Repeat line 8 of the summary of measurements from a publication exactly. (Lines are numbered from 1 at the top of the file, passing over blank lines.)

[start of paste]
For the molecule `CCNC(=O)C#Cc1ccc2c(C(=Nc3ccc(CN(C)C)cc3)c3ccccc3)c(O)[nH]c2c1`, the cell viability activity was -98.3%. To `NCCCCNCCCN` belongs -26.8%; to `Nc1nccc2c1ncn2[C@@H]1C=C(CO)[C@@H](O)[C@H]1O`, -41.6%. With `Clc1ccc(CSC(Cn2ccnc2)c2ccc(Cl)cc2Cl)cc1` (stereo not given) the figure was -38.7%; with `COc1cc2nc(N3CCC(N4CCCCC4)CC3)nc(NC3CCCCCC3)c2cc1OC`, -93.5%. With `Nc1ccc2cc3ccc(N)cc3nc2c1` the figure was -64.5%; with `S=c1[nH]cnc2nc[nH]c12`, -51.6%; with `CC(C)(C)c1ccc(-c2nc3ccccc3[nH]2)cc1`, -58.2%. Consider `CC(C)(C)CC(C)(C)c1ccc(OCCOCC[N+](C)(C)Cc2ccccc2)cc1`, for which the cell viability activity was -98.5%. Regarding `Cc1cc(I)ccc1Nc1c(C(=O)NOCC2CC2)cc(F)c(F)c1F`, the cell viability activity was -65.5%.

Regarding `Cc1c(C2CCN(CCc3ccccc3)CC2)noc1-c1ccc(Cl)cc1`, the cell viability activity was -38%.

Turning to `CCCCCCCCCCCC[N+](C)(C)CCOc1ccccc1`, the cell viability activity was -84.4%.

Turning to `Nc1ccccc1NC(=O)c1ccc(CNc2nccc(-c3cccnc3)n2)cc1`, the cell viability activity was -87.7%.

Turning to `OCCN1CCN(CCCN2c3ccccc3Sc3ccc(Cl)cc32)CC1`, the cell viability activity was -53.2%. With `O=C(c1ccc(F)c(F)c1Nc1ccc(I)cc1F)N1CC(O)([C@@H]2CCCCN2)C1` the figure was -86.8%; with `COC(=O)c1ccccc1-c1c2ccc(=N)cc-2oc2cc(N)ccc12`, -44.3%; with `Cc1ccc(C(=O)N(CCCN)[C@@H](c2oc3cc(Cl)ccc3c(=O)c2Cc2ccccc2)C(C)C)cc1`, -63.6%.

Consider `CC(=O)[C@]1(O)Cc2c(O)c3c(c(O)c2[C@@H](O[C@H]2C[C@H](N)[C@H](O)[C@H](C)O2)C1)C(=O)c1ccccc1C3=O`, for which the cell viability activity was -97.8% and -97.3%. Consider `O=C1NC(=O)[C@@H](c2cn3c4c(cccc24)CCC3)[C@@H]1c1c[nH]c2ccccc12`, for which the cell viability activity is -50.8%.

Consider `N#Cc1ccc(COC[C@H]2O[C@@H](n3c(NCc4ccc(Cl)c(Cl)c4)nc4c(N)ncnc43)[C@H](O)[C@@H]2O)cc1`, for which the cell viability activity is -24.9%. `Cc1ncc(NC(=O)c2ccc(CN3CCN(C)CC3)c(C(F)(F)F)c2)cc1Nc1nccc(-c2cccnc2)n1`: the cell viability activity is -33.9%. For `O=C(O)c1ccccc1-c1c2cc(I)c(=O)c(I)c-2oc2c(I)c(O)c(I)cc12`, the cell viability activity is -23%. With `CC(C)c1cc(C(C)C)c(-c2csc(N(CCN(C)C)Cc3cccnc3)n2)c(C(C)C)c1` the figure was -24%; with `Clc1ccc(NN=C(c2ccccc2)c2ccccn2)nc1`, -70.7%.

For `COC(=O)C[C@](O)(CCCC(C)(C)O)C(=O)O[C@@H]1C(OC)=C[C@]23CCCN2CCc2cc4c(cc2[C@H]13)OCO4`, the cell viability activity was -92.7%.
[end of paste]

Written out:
For `COC(=O)C[C@](O)(CCCC(C)(C)O)C(=O)O[C@@H]1C(OC)=C[C@]23CCCN2CCc2cc4c(cc2[C@H]13)OCO4`, the cell viability activity was -92.7%.